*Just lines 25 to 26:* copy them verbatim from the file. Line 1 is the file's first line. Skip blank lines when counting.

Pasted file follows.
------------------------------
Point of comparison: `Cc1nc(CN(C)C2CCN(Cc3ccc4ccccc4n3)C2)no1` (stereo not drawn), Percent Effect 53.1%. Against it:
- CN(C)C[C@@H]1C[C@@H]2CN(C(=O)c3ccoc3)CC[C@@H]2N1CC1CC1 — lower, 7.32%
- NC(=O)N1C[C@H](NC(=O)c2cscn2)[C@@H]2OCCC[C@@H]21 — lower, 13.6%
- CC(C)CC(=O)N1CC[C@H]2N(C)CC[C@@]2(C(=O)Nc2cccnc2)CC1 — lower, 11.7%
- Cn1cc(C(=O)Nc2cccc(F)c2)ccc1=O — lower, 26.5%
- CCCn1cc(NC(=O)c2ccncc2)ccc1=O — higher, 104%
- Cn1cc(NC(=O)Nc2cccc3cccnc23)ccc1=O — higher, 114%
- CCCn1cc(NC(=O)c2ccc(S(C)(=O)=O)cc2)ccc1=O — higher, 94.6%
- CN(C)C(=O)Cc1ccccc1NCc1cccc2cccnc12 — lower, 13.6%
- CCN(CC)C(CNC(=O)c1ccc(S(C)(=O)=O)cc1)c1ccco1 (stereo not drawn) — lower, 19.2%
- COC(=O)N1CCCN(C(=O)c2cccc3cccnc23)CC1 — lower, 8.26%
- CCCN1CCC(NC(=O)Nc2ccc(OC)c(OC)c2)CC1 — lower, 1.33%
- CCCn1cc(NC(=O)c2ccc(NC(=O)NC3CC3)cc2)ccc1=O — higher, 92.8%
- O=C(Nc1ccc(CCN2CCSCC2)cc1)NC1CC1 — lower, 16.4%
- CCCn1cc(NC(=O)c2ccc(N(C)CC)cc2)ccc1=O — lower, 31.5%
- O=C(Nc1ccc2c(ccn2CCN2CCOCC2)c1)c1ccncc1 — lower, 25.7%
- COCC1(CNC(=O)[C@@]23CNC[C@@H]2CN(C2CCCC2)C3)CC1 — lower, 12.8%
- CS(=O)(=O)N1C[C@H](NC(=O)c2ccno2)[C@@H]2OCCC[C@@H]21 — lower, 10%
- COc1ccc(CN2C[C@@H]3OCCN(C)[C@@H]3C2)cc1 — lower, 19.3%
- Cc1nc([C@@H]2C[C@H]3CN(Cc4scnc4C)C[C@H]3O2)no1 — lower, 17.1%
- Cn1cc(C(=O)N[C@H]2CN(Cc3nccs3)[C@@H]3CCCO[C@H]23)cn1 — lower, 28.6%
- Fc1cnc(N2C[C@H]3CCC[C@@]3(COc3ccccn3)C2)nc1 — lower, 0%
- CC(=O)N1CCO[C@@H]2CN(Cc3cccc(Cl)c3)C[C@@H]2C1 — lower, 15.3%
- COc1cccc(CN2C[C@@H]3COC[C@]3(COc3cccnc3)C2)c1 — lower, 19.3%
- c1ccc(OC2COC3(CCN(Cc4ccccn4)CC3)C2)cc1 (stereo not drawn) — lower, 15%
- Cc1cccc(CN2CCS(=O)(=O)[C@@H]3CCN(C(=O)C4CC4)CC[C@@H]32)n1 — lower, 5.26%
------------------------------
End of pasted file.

- c1ccc(OC2COC3(CCN(Cc4ccccn4)CC3)C2)cc1 (stereo not drawn) — lower, 15%
- Cc1cccc(CN2CCS(=O)(=O)[C@@H]3CCN(C(=O)C4CC4)CC[C@@H]32)n1 — lower, 5.26%